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Prevent Teen Dating Violence

by Centers for Disease Control and Prevention category: Health

“Healthy relationships are violence free! Encourage respect early. #VetoViolence #TeenDVMonth http://thndr.me/5jxvkm

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Centers for Disease Control and Prevention
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Ends Feb 12, 12:00 PM EST

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This campaign ended on February 12 at 12PM

Prevent Teen Dating Violence

Select “Support with Facebook” or “Support with Twitter” for this message to be shared from your account on February 12th for Teen Dating Violence Awareness and Prevention Month.

  • Healthy relationships are violence free! Encourage respect early. #VetoViolence #TeenDVMonth http://thndr.me/5jxvkm 

The Preventable Problem

Dating violence can happen to teens in a romantic or sexual relationship anytime, anywhere. But it doesn’t have to happen at all. A healthy relationship is built on respect and free of violence.

Teen dating violence is the physical, sexual, psychological, or emotional violence in a dating relationship, including stalking. It happens in person and electronically with current or former partners.

This problem is widespread, with serious effects, though many teens don’t report it because they’re afraid to tell friends and family:

  • About 10% of high school students reported physical victimization and 10% reported sexual victimization from a dating partner in the 12 months before a Centers for Disease Control and Prevention (CDC) survey in 2013.
  • 23% of females and 14% of males who ever experienced rape, physical violence, or stalking by an intimate partner first experienced some form of partner violence between ages 11 and 17, according to a 2011 CDC nationwide survey.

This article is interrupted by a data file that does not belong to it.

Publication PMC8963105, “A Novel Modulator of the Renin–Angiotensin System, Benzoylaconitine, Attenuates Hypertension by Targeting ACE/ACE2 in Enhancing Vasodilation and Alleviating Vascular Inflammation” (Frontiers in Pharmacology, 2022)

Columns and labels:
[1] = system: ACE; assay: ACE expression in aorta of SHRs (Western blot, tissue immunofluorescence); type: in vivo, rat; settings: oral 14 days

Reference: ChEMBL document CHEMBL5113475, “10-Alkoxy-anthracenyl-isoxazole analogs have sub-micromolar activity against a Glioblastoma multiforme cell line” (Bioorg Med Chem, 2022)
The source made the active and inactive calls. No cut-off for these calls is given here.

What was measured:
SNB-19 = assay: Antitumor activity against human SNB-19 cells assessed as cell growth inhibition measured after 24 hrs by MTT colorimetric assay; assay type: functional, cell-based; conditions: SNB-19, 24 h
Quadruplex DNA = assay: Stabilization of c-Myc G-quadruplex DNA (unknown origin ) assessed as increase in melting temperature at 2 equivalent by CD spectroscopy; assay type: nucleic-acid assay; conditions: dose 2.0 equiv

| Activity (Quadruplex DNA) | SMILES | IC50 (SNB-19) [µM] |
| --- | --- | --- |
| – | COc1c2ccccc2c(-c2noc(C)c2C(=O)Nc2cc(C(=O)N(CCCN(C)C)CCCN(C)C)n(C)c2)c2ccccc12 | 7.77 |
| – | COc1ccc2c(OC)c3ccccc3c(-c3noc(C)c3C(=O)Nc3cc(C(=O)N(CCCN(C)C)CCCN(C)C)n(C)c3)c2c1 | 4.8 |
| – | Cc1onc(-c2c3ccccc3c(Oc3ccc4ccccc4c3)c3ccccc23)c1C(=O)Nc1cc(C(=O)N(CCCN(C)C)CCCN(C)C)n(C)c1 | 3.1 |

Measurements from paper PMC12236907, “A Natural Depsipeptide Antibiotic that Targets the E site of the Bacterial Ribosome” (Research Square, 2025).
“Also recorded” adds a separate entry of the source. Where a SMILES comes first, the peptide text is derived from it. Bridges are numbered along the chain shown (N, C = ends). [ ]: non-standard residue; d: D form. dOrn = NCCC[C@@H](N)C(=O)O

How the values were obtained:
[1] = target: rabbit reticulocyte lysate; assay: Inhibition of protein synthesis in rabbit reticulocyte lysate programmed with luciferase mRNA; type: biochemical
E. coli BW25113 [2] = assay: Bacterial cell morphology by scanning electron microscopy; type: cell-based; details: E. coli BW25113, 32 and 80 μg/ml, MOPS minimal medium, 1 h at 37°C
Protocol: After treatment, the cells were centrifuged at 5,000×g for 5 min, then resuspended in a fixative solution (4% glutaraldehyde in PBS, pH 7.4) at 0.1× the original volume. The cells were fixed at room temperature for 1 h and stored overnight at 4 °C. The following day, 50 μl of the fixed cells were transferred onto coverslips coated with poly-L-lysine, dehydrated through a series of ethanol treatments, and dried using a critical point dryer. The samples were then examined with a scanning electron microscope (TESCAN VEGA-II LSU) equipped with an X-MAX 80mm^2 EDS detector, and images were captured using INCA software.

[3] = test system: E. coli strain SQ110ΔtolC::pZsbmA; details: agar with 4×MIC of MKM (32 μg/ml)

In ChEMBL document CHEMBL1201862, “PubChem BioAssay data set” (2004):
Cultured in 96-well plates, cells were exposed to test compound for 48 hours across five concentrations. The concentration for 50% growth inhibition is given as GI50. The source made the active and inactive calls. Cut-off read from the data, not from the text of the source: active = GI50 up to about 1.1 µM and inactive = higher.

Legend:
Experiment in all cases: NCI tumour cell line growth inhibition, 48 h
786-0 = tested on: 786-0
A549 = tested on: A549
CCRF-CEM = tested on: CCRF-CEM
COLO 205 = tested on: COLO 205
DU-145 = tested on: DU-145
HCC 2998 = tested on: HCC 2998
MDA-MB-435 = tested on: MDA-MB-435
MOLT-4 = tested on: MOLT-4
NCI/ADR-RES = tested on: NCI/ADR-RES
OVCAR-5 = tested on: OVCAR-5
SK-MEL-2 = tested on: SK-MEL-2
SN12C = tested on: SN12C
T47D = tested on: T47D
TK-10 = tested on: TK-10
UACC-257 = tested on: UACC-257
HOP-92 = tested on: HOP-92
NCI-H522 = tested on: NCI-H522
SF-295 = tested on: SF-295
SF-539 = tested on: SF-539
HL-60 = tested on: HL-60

We’re Stopping Dating Violence

Communicating, managing uncomfortable emotions like anger and jealousy, and treating others with respect keeps relationships healthy and nonviolent.

Dating violence is preventable when teens, families, organizations, and communities come together and implement effective prevention efforts. You can help by spreading this message!

Create Change on February 12th

Select “Support with Facebook” or “Support with Twitter.” Your account will post this one-time message for action and prevention on February 12th at noon. Your voice will join CDC, leaders, organizations, violence prevention professionals, and people who empowering youth to make relationships healthy!

Together, we can #VetoViolence and create a safe future for all young people!

Learn more: https://VetoViolence.CDC.gov

Follow: www.Facebook.com/VetoViolence.

Organizer

Centers for Disease Control and Prevention
@CDCInjury

The Centers for Disease Control and Prevention’s VetoViolence initiative provides free and innovative online trainings and interactive resources designed to stop violence before it starts.

Learn more: https://VetoViolence.CDC.gov. Follow: www.Facebook.com/VetoViolence.

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